July 22, 2003 – Thanks to the St. John Historical Society, cinema — and free cinema at that — is coming to St. John on Saturday nights through the end of August in a series of showings at the Inn at Tamarind Court.
"These movies have not been seen as much as they should be," Chuck Pishko, society president, said.
"Sugar Cane Alley," an award-winning 1983 French production with dialogue in French and English subtitles, will be shown on Saturday. Filmed in Martinique and directed by acclaimed Martinican filmmaker Euzan Palcy, the story follows the life of a young boy as he struggles to free himself from the poor living conditions and oppressive atmosphere of his sugar cane laborer's village.
Pishko said that one of the characters is a former slave who shares his African spirituality with the boy. Here are links to Web sites with background on "Sugar Cane Alley" and filmmaker Euzan Palcy.
Aug. 2 will be Family Night, with two movies suitable for children.
The first offering is the claymation 1990 Oscar-winning short film "Creature Comforts," which tells the story of how animals feel about living in a zoo. The British film is from the creator of Wallace and Gromit.
The second, "Never Cry Wolf," is a 1990 Disney film that explores the impact wolves have on diminishing herds of caribou. The young biologist making the study learns lessons about himself and humans' relationship with nature. It was filmed in Canada by Carroll Bailard and based on a book written by Farley Mowat.
The Aug. 9 film will be "Mister Johnson." Set in Nigeria in the 1920s, it's the tragicomic story of a native clerk in the British civil service, Mister Johnson, who strives to find balance between his indigenous culture and that of the white colonials. "It's funny," Pishko said.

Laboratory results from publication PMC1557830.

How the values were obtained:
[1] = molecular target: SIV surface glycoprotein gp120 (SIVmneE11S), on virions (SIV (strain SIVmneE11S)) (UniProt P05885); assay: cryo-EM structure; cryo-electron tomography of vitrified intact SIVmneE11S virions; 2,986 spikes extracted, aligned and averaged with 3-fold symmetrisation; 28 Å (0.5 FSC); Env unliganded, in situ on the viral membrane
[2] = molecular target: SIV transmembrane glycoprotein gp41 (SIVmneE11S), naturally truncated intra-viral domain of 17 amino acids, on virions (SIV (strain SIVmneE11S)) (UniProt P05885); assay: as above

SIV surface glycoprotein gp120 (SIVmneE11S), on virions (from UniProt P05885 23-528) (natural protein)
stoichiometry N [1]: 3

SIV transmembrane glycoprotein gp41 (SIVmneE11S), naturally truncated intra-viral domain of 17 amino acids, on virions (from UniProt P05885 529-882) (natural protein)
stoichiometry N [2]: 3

The 1990 film stars Pierce Brosnan and Maynard Eziashi and was adapted by William Boyd from a book by Joyce Cary. It was directed by Australian New Wave filmmaker Bruce Beresford, who won an Oscar for "Driving Miss Daisy."
There won't be a film on Aug. 16.
The series concludes on Aug. 23 with "Burn," staring Marlon Brando and Evaristo Marquez. Pishko called this film "controversial." It centers on William Walker, an adventurer who heads to a Caribbean island to foment a rebellion. Produced in 1969, it was written by Franco Solinas and directed by Gillo Pontcorvo. It also stars Evaristo Marquez.
All showings will begin at 7:30 p.m.
While the St. John Historical Society has previously held its activities during the winter because it has a high percentage of snowbirds as members, it is now expanding to the summer months, Pishko said. "We wanted to be a full-time activity," he said.

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